STORMQUEEN – Raising the Roof (High Roller Records)
Born in Barry at the end of the Seventies Stormqueen were one of the many bands that proudly flew the Welsh flag for the NWOBHM but ultimately paid the price of being too far from London to grab the attention of the people who could make a difference to their future. As a result, theirs was a short-lived but exciting career and ‘Raising The Roof’ rounds up all their recordings, laid down at four sessions over the period December 1981 to October 1983. And not only does the album chart the band’s history, but in doing so it pretty much mirrors the development of the NWOBHM through the band’s musical evolution.
Having worked hard at building up a body of original work the young hopefuls (vocalist Chris Glynn-Jones, guitarists Dave Morse and Neil Baker, bassist Bryn Merrick and drummer Neil ‘Boofy’ Clemo) went into the studio for the first time at the end of 1981. The four tracks recorded that day – ‘Battle Of Britain’, ‘Captives Of The Moon’, Lady Night’ and ‘Raising The Roof’ – crackle with youthful vitality and any rough edges resulting from an intense eight-hour session are easily outweighed by the excitement and enthusiasm conveyed through the songs. In particular, ‘Battle Of Britain’ gallops along at a fair old pace and you’d have to be heartless not to be enthralled by the hacking, staccato riff of ‘Captives Of the Moon’.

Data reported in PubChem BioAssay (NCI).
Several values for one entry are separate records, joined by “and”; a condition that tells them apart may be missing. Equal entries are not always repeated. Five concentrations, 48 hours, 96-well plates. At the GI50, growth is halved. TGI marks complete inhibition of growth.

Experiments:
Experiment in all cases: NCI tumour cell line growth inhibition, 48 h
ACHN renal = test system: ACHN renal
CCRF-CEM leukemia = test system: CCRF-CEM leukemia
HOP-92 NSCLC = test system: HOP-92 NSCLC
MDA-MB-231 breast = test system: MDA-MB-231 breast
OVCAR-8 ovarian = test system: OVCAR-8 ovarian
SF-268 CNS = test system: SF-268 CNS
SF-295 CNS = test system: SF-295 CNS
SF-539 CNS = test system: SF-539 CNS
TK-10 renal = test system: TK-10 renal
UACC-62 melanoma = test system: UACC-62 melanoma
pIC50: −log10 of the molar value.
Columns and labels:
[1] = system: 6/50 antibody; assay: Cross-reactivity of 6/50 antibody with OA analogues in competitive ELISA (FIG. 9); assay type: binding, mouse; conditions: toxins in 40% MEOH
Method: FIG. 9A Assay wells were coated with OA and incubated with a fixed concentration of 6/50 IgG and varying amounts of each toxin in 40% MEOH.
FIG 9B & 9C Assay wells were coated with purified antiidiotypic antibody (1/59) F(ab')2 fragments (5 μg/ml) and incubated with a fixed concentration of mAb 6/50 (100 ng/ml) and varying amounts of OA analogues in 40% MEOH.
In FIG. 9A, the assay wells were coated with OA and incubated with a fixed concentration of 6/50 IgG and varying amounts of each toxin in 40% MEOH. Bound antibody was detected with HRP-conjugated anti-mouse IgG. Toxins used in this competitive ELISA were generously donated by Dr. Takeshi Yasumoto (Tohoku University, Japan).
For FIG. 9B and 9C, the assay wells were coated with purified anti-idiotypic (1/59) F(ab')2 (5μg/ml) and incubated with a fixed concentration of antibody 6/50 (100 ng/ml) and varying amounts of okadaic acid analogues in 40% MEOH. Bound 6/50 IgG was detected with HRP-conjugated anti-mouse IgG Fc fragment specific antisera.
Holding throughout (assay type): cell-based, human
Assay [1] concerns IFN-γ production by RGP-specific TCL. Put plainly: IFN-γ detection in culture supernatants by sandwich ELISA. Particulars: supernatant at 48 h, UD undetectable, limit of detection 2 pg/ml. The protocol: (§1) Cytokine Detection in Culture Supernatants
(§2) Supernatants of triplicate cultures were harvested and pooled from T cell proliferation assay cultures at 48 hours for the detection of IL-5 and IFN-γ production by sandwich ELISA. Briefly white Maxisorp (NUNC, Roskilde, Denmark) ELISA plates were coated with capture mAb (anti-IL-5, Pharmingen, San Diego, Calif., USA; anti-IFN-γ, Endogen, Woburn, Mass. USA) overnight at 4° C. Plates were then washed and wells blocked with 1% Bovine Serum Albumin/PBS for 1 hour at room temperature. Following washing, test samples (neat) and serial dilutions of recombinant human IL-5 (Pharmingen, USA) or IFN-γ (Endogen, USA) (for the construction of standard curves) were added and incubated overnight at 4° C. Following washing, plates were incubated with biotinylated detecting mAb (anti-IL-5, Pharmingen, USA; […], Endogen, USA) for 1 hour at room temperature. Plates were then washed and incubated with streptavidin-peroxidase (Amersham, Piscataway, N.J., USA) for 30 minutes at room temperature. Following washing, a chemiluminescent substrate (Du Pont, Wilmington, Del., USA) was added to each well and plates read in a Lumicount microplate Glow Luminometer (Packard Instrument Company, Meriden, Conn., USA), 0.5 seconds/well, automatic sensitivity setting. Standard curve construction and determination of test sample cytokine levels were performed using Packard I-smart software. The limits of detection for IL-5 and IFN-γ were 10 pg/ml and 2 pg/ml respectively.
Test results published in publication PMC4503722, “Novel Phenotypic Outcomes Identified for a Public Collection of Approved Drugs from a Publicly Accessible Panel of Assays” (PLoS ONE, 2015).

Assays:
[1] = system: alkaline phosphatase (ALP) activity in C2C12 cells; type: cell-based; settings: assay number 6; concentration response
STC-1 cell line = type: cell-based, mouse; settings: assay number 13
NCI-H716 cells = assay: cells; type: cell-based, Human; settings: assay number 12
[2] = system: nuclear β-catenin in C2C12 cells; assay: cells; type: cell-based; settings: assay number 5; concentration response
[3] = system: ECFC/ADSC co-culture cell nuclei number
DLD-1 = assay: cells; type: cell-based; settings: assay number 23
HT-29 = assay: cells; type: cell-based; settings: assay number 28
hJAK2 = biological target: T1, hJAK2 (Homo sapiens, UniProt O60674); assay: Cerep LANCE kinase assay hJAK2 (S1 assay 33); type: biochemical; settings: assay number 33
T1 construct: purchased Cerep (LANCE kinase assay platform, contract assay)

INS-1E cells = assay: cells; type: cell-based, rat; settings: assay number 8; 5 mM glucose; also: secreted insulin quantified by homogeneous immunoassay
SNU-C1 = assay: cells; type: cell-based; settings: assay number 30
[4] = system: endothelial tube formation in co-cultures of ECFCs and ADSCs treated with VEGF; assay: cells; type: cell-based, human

March 1982 found the band back in the studio once more. Like the NWOBHM around them at this time Stormqueen were shot full of confidence, and the ensuing three-track session, the first to be recorded with new singer Paul Burnett, included ‘Come Silent the World’ and another version of the rabble-rousing ‘Raising the Roof’ which were coupled as the band’s only single (faithfully reproduced as such on the vinyl version of this album). Good as it was to actually have a real record to tout around, the band were soon to realise that being based so far from London was working against them, but with confidence still running high they were back in the studio again within a twelve-month for another three-song session. The songs were now more involved, more complicated, as the musicians’ horizons were constantly expanding. In ‘Just For A Day’ they delivered a lengthy, plaintive ballad, and ‘The Fire And The Rose’ is the sort of song Ten would deliver fifteen years later.
Frictions within the band and the inevitable frustrations at a lack of success left Stormqueen battered and bruised, and they almost vanished at that point, but a new-look band featuring bassist Nick McCormack and guitarist Andy Carney alongside Burnett, Morse and Boofy recorded one final session in October 1983. The songs (‘Tears For A Dream’ and ‘An Ocean And Beyond’) – as with a number of other NWOBHM acts at this time – now embraced the more commercial overtones associated with US melodic metal and showed the band (again, like so many of their contemporaries) growing apart from their NWOBHM roots. Unfortunately though, no matter how good the songs were, the writing was on the wall and Stormqueen folded soon afterwards.
The album plays out with a 2006 re-imagining of their self-titled anthem, and caps off an illustrious and exciting compilation of material from a band that had the songs and the talent but missed out when it came to luck. However, on the strength of their one-off appearance at Brofest this year Stormqueen might, just might, be thinking of giving it one last go and raising the roof one final time. Now that’s a thought to savour!
© John Tucker March 2015